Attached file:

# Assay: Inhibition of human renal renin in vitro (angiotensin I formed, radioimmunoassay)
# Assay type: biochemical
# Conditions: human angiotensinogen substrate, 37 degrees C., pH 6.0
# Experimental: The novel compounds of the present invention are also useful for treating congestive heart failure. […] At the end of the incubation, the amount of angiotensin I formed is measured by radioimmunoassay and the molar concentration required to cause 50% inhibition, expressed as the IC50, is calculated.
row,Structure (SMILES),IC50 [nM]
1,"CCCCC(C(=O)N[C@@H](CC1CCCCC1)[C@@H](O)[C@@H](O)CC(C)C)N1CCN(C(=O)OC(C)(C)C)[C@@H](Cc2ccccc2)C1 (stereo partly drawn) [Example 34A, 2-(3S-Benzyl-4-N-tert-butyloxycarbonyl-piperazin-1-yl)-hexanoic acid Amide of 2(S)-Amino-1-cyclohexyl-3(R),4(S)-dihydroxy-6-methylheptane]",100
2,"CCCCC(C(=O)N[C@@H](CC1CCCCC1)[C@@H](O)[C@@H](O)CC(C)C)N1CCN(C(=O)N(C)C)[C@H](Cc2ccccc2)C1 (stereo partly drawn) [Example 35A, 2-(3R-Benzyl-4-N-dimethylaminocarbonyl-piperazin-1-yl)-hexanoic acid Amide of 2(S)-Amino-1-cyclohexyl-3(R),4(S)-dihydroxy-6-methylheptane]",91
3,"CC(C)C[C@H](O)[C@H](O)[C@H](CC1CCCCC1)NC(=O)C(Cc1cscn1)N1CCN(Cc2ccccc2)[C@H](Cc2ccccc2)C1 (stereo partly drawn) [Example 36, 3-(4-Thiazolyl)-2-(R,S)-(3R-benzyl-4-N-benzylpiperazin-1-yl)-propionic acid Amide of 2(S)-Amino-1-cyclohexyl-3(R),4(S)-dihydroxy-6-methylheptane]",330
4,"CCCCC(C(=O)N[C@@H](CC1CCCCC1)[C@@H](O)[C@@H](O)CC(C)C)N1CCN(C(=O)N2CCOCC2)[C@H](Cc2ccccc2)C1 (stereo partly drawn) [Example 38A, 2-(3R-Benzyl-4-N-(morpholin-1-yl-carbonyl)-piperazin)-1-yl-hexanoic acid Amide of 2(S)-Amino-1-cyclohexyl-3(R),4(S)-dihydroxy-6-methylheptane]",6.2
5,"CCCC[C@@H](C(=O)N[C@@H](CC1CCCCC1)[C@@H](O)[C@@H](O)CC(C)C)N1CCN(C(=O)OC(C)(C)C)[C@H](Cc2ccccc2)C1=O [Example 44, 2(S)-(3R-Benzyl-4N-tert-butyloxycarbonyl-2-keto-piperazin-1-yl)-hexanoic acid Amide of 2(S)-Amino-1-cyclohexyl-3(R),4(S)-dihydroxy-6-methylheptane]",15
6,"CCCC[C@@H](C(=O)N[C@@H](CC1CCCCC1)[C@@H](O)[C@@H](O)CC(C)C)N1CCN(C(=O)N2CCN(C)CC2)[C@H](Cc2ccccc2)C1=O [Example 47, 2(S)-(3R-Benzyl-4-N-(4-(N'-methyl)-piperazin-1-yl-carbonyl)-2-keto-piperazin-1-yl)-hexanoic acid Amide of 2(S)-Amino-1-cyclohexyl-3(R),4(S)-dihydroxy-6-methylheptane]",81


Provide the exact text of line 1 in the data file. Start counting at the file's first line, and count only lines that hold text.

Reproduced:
# Assay: Inhibition of human renal renin in vitro (angiotensin I formed, radioimmunoassay)